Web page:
Luke Howard: namer of the clouds
Published: 5 September 2017 (GMT+10)
Luke Howard (1772–1864) was the British pharmaceutical chemist who in 1802 proposed the Latin names for clouds used throughout the world today. His father, Robert, was a London tinsmith who prospered as a reputable mass-producer of the then newly invented Argand oil lamp. The Howards were Quakers,1 and the family fortune from lamp sales was used to support the work of the British and Foreign Bible Society,2 of which Robert was one of the founding Committee Members.3
Learning Latin, observing clouds
From age 8, Luke attended a Quaker boarding school in which the curriculum involved long hours of rote-learning Latin grammar.4 This was relieved for Luke by his spending long hours gazing out of the windows of his lodgings at the constantly changing cloud formations, which fascinated his young mind.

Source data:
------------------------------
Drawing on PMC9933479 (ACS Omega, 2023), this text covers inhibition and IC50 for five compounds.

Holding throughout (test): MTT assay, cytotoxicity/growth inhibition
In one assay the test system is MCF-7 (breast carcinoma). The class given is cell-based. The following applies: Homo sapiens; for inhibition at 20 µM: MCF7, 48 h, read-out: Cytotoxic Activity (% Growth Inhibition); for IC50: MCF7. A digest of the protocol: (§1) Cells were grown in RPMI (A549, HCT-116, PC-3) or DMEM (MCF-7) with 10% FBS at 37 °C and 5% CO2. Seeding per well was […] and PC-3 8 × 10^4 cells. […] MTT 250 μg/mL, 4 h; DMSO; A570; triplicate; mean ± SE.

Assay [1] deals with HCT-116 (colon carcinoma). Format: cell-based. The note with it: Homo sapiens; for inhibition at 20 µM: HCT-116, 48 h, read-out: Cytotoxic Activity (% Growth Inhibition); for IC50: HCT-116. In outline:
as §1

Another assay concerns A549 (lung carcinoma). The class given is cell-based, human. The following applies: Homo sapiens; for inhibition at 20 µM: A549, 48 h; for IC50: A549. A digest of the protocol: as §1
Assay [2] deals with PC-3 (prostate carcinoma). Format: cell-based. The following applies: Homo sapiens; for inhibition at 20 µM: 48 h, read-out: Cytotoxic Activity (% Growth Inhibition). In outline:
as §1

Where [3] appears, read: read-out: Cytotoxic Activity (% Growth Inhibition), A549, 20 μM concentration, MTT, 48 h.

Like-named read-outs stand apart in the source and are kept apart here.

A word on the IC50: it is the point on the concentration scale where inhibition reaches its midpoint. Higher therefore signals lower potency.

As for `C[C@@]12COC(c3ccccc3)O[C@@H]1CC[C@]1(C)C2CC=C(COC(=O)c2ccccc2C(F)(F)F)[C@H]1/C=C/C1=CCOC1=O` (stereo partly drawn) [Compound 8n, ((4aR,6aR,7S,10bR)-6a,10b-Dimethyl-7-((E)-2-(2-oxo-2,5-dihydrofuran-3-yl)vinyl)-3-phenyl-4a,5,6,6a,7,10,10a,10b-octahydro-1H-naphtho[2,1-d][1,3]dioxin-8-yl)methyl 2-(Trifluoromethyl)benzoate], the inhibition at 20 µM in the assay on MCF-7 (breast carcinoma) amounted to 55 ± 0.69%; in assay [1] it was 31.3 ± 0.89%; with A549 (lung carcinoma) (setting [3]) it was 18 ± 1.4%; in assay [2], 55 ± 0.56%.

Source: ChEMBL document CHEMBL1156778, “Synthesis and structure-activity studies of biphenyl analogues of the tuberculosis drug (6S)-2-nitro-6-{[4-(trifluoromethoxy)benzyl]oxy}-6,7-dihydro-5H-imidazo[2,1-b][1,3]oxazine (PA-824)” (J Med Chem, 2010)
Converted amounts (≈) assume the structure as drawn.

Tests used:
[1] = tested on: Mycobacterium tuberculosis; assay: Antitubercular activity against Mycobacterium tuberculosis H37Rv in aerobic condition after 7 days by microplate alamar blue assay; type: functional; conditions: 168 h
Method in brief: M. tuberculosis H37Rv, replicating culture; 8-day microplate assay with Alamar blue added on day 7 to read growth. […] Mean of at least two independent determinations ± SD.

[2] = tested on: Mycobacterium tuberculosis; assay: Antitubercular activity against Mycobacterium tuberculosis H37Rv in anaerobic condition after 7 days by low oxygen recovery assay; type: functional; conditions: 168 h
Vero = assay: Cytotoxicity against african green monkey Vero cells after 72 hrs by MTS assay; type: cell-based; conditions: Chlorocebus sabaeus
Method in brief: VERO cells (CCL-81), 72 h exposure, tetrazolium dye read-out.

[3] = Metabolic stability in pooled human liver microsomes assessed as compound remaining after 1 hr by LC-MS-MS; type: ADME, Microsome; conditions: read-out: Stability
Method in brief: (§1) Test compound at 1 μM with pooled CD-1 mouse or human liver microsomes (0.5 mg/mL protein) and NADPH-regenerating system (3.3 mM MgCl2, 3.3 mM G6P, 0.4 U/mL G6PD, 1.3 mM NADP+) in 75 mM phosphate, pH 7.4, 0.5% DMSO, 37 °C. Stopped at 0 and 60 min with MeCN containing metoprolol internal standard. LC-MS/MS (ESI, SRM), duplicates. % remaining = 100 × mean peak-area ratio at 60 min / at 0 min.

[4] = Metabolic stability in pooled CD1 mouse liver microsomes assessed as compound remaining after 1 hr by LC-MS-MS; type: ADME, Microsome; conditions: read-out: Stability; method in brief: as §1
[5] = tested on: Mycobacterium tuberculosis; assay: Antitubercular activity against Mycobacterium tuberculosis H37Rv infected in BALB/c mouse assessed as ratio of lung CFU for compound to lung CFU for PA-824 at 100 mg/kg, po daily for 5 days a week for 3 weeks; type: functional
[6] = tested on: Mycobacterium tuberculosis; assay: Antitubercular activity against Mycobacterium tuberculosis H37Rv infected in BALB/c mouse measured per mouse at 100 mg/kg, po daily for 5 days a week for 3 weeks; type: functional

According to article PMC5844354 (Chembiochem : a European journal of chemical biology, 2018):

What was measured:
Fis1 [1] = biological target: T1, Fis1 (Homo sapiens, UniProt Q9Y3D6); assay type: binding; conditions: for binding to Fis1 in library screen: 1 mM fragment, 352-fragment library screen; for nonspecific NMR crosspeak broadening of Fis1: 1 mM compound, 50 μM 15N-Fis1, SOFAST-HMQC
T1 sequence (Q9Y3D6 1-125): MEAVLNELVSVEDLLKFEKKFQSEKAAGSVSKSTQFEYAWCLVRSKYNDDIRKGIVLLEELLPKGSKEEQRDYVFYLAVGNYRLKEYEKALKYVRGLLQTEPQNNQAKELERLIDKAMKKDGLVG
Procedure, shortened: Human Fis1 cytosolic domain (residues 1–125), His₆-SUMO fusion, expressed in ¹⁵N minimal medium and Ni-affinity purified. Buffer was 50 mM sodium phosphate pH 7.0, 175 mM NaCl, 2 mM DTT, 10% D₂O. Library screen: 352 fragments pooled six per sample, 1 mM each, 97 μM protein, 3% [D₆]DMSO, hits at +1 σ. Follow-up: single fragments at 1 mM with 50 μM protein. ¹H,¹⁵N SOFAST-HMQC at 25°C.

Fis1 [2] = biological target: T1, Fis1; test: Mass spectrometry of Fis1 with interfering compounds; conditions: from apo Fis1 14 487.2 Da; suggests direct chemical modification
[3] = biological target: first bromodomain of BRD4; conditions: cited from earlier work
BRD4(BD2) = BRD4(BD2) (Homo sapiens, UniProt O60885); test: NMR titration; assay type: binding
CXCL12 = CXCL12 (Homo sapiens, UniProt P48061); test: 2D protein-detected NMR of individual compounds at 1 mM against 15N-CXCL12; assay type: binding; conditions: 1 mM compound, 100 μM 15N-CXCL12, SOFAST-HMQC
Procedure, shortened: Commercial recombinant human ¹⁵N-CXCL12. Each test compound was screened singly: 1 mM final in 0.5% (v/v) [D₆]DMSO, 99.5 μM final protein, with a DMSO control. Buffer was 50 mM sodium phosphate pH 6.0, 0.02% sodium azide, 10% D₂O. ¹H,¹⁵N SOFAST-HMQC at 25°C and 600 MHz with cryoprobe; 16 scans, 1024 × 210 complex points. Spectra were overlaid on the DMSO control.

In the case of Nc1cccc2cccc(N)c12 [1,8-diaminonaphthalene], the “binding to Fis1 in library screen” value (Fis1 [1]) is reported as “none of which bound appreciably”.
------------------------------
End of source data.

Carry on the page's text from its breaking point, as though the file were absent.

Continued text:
After a teenage apprenticeship with a pharmacist, Luke briefly ran his own pharmacy business in London, and then became manager of fellow-Quaker William Allen’s laboratory that manufactured pharmaceutical chemicals in Plaistow, Essex. He married Mariabella Eliot in 1796, and once again had time to enjoy observing the movement of clouds, now from the unimpeded vantage point of the upper storey windows of his home in Essex.
At that time, people thought that clouds were too transient to be analysed, although their colours were used in a weather proverb:
Red sky at night, shepherds’ delight;
Red sky in the morning, shepherds’ warning.
Sages have been aware of this for at least 2,000 years. The Bible records that Jesus said to the Pharisees and Sadducees who did not believe in Him:
“When it is evening, you say, ‘It will be fair weather; for the sky is red.’